Hyperacute T waves are tall, broad based and more symmetrical than normal. There is no absolute size that is too tall to be normal, as it depends on the size of the QRS. It has been suggested that a T:QRS ratio greater than 0.33 in V1-4 is abnormal. A T/R ratio has also been described. T waves in V4-6 should never be taller than the R wave. If in doubt, compare with a previous baseline ECG.
Hyperacute T waves can be the first sign of coronary occlusion. They localise to the affected artery distribution and can have reciprocal changes. They may also occur with Prinzmetal angina, or when the ST segments are on the way back down again after reperfusion.
See also: T and U waves
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This ECG is from a man in his 40s who presented with chest pain since the previous evening, associated with vomiting and diaphoresis. He had recently stopped smoking.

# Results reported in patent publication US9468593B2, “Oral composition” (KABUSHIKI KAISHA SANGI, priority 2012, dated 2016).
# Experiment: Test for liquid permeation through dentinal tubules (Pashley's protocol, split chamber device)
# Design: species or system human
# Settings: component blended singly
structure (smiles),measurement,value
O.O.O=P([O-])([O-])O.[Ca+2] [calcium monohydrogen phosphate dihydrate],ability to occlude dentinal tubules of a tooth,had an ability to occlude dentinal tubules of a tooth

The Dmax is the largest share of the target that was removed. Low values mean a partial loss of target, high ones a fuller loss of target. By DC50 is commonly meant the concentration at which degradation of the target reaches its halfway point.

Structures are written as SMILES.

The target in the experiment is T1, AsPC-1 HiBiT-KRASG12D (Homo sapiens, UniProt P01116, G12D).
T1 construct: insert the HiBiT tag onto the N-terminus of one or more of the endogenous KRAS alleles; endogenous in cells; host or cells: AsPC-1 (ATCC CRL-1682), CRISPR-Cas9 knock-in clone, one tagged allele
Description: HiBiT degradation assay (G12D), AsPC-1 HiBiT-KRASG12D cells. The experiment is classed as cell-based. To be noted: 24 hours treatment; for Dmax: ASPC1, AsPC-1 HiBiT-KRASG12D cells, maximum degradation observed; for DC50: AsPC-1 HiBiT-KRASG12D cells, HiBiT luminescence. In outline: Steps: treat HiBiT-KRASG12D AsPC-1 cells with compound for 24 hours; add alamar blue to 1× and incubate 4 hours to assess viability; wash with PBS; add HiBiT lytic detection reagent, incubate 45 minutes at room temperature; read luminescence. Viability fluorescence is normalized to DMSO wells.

This ECG shows subtle disproportionately tall T waves in V2-V3 and ST depression in V3-6 with slight ST elevation in V1. The cause was a 100% proximal LAD thrombotic occlusion.
This ECG is from an elderly woman who presented with chest pain and shortness of breath.
This ECG shows ST elevation in V2 with hyperacute T waves in V2-3. Even though this does not meet STEMI criteria, it is highly suspicious. Serial troponins did rise, pain was ongoing and the ECG evolved to meet STEMI criteria. A 100% mid-LAD occlusion was found to be the cause. Echo showed widespread wall motion abnormalities and reduced ejection fraction.